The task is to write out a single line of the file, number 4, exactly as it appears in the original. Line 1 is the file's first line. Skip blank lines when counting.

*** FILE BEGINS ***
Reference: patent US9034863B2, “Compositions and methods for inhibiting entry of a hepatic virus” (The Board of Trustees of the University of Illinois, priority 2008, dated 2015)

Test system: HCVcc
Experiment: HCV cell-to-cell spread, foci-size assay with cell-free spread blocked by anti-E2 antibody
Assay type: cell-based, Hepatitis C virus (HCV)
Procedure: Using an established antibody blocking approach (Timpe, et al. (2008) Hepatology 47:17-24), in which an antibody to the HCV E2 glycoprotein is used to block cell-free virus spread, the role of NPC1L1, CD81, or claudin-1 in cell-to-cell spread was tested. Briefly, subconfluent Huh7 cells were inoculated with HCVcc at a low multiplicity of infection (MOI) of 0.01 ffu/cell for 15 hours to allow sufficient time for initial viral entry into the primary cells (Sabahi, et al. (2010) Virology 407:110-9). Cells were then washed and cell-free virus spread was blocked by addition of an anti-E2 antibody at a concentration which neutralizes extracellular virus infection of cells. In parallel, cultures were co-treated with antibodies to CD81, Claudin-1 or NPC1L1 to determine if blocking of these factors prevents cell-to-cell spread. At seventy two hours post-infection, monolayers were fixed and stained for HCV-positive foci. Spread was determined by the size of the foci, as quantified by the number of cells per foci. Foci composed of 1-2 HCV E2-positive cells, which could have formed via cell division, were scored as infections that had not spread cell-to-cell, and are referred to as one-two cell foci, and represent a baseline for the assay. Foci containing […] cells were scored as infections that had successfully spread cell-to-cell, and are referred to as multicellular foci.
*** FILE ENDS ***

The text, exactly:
Assay type: cell-based, Hepatitis C virus (HCV)